The current study also histologically characterized the tumor type and segmented the colon into the proximal and distal sections to determine whether protective effects occurred equally for benign and invasive adenocarcinoma and to determine whether any regional differences existed. We found that the tumor incidence of invasive adenocarcinoma in the colon was 32–42% lower in whey-fed rats than in casein-fed rats. Although the total number of rats studied in each group was substantial (32–49 rats/group), the absolute numbers of rats that developed tumors for individual experiments were too small to permit detection of statistically significant effects of diet (whey versus casein) on tumor type (invasive adenocarcinoma versus benign) or colon location (proximal versus distal) within individual experiments. Analysis of combined treatment effects of experiments A and B revealed lower incidences of invasive adenocarcinoma tumors of the colon (P < 0.05), but it failed to detect differences between proximal and distal sites.

One possible explanation for lower percentages of rat with tumors in the present study could be the length of the post-AOM treatment in our experiments. Other investigators studying this colon cancer model used two s.c. doses of AOM and sacrificed rats 52 weeks post-AOM injection compared with the 40 weeks post-AOM that we used in this experiment (21, 22). This longer period would tend to increase the number of tumors detected.

The rats fed a whey protein diet had slightly lower weight gain than rats fed a casein diet for both experiments. Previous results from our laboratory have demonstrated that rats fed whey protein or soy had a tendency to gain less body weight than casein-fed rats and that food intake could not account for these differences (6). The rate of body weight gain was lower in whey-fed rats between 50 and 90 days of age (P < 0.05), which led to a significant difference in absolute weight at end of the experiment (P < 0.05). However, the rate of body weight gain following administration of AOM did not differ significantly between groups. Because the whey-fed rats had excellent body weight gains within the normal range for rats fed standard rat feed, it is unlikely that the protective effects were linked to the slight differences in absolute body weight between groups.

One suggested mechanism for whey protection has been the reported increases in tissue GSH concentrations. One expected effect of increased tissue GSH levels would be increased detoxification of the free radicals produced by metabolism of carcinogenic and xenobiotic compounds (23). However, the hepatic GSH levels of rats fed whey protein- or casein protein-containing diets did not differ. Another possible mechanism involves altered procarcinogen activation/deactivation via phase I and phase II enzymes. In this regard, we have reported significant increases in dimethylbenz[a]anthracene-induced hepatic GST-α activities in female rats fed whey protein diets (24).

In summary, we studied the effects of whey protein on AOM-induced colon tumors in male rats. Rats fed a diet made from whey protein demonstrated protection against AOM-induced colonic tumor incidence compared with rats fed a casein-containing diet. These results suggest that long-term consumption of whey protein may reduce the risk of colon cancer. Further studies are under way in our laboratory to understand the mechanisms responsible for this protection.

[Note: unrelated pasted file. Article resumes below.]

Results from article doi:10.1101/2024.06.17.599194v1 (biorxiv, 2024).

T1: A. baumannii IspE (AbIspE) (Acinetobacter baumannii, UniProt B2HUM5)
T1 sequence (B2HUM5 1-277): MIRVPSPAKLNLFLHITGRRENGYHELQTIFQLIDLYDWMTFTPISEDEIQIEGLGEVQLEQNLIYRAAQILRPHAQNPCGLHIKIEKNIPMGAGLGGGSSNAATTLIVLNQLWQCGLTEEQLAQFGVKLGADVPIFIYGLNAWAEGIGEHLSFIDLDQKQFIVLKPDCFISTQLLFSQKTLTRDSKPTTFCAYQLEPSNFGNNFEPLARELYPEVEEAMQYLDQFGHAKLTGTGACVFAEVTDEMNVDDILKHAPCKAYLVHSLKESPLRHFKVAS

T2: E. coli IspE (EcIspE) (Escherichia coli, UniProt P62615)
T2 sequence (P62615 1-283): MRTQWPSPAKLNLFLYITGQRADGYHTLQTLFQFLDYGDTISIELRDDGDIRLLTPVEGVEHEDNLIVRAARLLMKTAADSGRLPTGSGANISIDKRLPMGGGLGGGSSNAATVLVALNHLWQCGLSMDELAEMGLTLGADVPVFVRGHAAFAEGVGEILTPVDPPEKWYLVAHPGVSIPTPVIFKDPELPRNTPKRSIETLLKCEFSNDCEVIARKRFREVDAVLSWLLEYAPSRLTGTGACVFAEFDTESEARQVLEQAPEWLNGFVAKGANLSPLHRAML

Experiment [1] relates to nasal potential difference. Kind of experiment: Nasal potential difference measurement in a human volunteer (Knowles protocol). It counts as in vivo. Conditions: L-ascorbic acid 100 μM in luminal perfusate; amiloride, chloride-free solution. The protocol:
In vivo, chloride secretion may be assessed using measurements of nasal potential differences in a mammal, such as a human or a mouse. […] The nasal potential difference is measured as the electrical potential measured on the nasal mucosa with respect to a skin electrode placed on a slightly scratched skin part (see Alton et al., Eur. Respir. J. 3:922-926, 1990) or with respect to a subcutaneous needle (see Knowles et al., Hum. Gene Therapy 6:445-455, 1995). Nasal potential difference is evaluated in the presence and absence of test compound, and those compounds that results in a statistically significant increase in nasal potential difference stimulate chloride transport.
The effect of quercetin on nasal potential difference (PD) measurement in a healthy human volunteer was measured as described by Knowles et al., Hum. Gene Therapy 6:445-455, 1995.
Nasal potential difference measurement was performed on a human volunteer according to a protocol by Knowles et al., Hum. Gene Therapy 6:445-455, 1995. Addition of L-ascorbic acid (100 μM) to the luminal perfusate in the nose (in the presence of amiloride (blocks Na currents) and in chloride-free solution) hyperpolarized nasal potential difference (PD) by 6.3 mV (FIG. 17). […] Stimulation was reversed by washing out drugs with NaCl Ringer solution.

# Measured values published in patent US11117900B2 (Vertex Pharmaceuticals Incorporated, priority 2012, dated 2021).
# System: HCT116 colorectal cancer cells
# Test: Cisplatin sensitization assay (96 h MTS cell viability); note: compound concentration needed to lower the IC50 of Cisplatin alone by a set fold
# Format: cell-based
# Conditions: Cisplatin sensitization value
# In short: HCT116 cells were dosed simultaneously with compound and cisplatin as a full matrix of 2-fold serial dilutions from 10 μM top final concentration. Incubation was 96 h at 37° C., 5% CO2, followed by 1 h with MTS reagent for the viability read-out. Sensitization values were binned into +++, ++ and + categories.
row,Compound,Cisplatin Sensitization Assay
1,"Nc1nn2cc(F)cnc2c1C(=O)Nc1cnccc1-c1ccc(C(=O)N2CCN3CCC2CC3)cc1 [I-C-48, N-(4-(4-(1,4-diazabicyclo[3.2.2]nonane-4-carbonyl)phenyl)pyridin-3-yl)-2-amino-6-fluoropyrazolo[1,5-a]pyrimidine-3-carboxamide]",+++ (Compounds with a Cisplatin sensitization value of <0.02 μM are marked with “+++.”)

The costs of publication of this article were defrayed in part by the payment of page charges. This article must therefore be hereby marked advertisement in accordance with 18 U.S.C. Section 1734 solely to indicate this fact.

1

Supported by a United States Department of Agriculture-Agriculture Research Service Arkansas Children’s Nutrition Center grant.

3

The abbreviations used are: GSH, glutathione; AOM, azoxymethane.

Fig. 1.

Average body weights of male rats during the study. At age 90 days, rats received two s.c. injections of AOM (15 mg/kg) as indicated by the arrows. In experiment A (top panel), 32 rats were fed casein and 42 rats were fed whey diets. In experiment B (bottom panel), 42 rats were fed casein and 49 rats were fed whey diets. Data are presented as means; bars, ± SE.

Fig. 1.

Average body weights of male rats during the study. At age 90 days, rats received two s.c. injections of AOM (15 mg/kg) as indicated by the arrows. In experiment A (top panel), 32 rats were fed casein and 42 rats were fed whey diets. In experiment B (bottom panel), 42 rats were fed casein and 49 rats were fed whey diets. Data are presented as means; bars, ± SE.

Close modal
Fig. 2.

Photomicrographs demonstrating invasive adenocarcinoma of the colon. Magnification: ×40 in A and ×400 in B.

Fig. 2.

Photomicrographs demonstrating invasive adenocarcinoma of the colon. Magnification: ×40 in A and ×400 in B.

Close modal
Table 1

Incidence and histology of AOM-induced colonic tumors in male rats

Experiment AExperiment B
CaseinWheyCaseinWhey
n                  a%bn%n%n%
Rats per group 32 100 47 100 42 100 49 100
Rats with tumors
Entire colon 18 56 14c 30 21 50 14c 29
Proximal 25 11 13 31 6c 12
Distal 12 38 9d 21 13 31 16
Tumor type
Entire colon 22 15 13 31 18
Proximal 16 19
Distal 17 10
Benign
Entire colon 11 35 15 19 10
Proximal 12
Distal 29 11 14
Experiment AExperiment B
CaseinWheyCaseinWhey
n                  a%bn%n%n%
Rats per group 32 100 47 100 42 100 49 100
Rats with tumors
Entire colon 18 56 14c 30 21 50 14c 29
Proximal 25 11 13 31 6c 12
Distal 12 38 9d 21 13 31 16
Tumor type
Entire colon 22 15 13 31 18
Proximal 16 19
Distal 17 10
Benign
Entire colon 11 35 15 19 10
Proximal 12
Distal 29 11 14
a

Number of rats per group per experiment.

b
$\frac{Number\ of\ rats}{Number\ of\ rats\ per\ group}\ {\times}\ 100$
.

c,d Compared with casein within the same experiment:

c

P < 0.05;

d

P < 0.01.

We thank Julie Benson, Cynthia Mercado, Chris Weatherford, David Irby, Terry Fletcher, Drew Holder, Matt Ferguson, Kim Hale and Michele Perry for excellent technical assistance.